This diagram clearly shows the response values of the 10 sensors for different signal intensities of carbon dioxide (CO2), methane (CH4), ammonia (NH3), and volatile organic compounds (VOCs) at different time periods. We can find that the response values between 50 and 100 seconds show significant differences between the four gases in the response map. It can extract odor information effectively and distinguish four kinds of gases. Therefore, using electronic nose system to build odor libraries of different gases can help to identify multiphase gases and identify complex gases.

2.3. Data Processing Method
2.3.1. An Overview of PCA

Principal component analysis (PCA) is one of the widely used linear dimensionality reduction methods. The key to the kernel is to measure the size of the variance as a measurement of the amount of information that the greater the variance, the more information provided, and vice versa. PCA through the original component of the linear combination of large variance have a large amount of information on the main components, thereby reducing the data dimension. The calculation process of PCA can be realized by matrix singular value decomposition (SVD).

2.3.2. An Overview of LDA

Linear discriminant analysis (LDA) is a generalization of Fisher’s linear discriminant, a method used in statistics, pattern recognition, and machine learning to find a linear combination of features that characterizes or separates two or more classes of objects or events. The resulting combination may be used as a linear classifier or, more commonly, for dimensionality reduction before the classification.

2.3.3. Selective Local Linear Embedding (SLLE) Method

Local linear embedding (LLE) is a very important dimensionality reduction method. Compared with traditional principal component analysis (PCA) and linear discriminant analysis (LDA), the LLE focuses on the linear features of the local area of the sample when the dimensionality is reduced. It is mainly through complex nonlinear region, divided into multiple small linear local areas. Then by dimensionality reduction, the dimensionality-preserving data contains more linear features of the original data. However, the LLE algorithm has some shortcomings. For example, the LLE algorithm is limited by the unevenness of the training samples and affects the distribution of the feature space after dimensionality reduction.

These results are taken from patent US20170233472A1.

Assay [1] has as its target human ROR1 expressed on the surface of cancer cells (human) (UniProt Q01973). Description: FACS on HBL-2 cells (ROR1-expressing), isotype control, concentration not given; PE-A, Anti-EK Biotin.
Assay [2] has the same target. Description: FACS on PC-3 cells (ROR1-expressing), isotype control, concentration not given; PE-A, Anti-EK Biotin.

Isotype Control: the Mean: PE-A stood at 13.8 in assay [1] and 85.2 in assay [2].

In this study, selective local linear embedding (SLLE) was proposed to reconstruct a linear combination of neighborhoods in a sample region. Each sample point area can be reconstructed by a linear combination of multiple neighbor points. When the dimensionality reduction of the output is selected, the optimal dimensionality reduction feature space is calculated by calculating the minimum reconstruction error and the weight of the reconstruction sample point in the low-dimensional space, keeping the weight of the local neighborhood unchanged and distributed. The SLLE algorithm and its steps are described in Figure 7.

In Step 1, the space distance between each sample point and other sample points is calculated, and the nearest sample point is used as the nearest neighbor of the sample point. The distance formula is as follows:

In Step 2, the error function is defined as follows:where () is the neighbors of . denotes the weighting coefficient of the th nearest neighbor when reconstructing from the linear combination of nearest neighbors satisfying the following equation:

Then (2) can be equivalent to

Let ; it represents the local reconstruction weight vector for the th sample point. Then

Let ,  and then

Equation (6) can be solved by LaGrange multiplier method as

Then by taking the partial derivative of on both sides of (7) at the same time we can solve for :

In Step 3, the output dimension matrix is calculated. The matrix should satisfy the following conditions:

Then,

Let ; then .

Repeat Step 2 of the solution process, available: